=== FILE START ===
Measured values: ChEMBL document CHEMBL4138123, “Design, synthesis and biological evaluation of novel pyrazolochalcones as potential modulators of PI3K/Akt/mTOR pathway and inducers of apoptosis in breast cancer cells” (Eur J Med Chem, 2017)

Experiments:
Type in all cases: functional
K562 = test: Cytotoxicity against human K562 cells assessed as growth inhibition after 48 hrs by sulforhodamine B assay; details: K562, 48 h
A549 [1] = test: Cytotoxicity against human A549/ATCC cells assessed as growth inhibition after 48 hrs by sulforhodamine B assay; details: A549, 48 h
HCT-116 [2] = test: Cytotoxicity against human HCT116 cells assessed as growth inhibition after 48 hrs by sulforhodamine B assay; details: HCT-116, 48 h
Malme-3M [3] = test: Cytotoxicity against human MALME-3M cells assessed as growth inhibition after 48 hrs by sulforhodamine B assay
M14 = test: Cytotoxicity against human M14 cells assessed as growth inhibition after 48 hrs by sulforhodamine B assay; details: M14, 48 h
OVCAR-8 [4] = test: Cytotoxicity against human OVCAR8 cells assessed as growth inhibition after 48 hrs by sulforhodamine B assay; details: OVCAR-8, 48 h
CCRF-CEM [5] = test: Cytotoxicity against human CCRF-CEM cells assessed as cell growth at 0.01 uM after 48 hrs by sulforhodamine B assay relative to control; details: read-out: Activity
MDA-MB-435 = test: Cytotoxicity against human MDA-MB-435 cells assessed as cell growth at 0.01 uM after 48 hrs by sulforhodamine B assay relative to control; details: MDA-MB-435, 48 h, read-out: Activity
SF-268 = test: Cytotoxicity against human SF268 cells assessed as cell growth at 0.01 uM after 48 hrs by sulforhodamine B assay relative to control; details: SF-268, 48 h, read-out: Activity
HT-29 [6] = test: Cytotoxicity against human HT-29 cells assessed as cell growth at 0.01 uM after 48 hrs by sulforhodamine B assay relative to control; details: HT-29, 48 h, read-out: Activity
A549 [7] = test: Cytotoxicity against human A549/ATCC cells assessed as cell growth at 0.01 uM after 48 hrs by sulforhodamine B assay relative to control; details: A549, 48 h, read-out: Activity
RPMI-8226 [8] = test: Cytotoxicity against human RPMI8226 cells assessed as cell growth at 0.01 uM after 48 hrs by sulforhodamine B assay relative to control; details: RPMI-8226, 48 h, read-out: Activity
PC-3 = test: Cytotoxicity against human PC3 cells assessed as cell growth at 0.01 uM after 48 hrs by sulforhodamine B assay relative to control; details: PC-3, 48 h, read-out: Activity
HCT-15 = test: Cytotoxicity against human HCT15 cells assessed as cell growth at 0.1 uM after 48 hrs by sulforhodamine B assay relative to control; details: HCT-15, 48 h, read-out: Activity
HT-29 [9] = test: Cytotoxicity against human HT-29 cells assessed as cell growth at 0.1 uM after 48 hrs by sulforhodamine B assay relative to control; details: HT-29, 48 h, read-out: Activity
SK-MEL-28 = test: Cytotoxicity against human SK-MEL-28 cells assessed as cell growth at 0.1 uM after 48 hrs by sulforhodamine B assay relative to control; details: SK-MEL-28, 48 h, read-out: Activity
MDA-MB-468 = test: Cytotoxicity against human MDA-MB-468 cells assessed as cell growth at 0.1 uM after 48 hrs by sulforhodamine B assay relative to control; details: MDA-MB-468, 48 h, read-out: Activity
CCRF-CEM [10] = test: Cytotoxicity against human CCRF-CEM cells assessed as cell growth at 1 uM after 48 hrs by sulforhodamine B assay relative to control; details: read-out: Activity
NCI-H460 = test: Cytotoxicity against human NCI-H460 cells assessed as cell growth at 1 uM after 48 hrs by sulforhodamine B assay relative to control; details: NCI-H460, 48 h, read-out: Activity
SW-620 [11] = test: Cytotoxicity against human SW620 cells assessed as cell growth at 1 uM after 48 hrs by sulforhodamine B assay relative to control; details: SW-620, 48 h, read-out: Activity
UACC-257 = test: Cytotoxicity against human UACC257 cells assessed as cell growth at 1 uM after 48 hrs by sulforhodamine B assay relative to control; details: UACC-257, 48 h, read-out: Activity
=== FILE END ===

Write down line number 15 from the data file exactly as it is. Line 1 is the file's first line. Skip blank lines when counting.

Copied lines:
RPMI-8226 [8] = test: Cytotoxicity against human RPMI8226 cells assessed as cell growth at 0.01 uM after 48 hrs by sulforhodamine B assay relative to control; details: RPMI-8226, 48 h, read-out: Activity